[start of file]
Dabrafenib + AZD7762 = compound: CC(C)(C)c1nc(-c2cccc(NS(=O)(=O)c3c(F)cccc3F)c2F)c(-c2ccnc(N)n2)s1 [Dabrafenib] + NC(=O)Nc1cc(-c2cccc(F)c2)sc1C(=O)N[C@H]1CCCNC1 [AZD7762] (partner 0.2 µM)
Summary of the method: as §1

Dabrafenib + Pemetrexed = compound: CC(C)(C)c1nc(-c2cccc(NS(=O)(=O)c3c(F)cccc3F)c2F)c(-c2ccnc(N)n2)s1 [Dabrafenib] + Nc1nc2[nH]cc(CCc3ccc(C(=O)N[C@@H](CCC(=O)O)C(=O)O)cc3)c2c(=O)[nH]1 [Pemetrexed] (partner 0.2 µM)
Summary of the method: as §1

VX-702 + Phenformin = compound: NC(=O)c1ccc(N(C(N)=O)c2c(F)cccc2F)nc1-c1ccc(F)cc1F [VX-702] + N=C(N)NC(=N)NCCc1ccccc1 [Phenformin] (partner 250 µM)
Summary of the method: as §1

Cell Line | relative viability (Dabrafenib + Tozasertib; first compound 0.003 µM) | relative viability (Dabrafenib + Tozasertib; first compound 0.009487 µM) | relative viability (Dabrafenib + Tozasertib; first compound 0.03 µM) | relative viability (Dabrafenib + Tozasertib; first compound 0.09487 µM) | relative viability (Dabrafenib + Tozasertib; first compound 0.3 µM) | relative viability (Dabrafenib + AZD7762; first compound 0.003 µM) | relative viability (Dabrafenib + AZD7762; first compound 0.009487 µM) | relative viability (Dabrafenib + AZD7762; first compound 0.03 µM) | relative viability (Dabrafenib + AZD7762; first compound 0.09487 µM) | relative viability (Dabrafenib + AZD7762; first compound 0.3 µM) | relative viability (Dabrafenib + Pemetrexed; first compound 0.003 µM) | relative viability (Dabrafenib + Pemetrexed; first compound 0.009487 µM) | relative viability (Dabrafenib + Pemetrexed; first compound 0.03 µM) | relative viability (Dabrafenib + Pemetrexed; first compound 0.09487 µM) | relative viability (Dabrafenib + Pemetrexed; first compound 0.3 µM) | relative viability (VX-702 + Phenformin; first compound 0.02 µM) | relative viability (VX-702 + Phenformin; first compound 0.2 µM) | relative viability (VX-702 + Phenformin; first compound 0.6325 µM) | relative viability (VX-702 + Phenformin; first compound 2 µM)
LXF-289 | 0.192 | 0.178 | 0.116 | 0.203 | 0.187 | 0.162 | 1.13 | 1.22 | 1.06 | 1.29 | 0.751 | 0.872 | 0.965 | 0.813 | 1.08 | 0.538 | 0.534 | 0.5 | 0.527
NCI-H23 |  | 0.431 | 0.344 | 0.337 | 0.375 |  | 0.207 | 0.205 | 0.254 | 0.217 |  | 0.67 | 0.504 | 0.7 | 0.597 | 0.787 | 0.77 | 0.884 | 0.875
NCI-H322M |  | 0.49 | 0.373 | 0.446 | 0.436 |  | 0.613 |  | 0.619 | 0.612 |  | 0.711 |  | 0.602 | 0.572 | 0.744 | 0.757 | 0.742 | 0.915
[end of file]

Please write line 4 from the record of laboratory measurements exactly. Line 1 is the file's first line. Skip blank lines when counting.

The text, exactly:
Summary of the method: as §1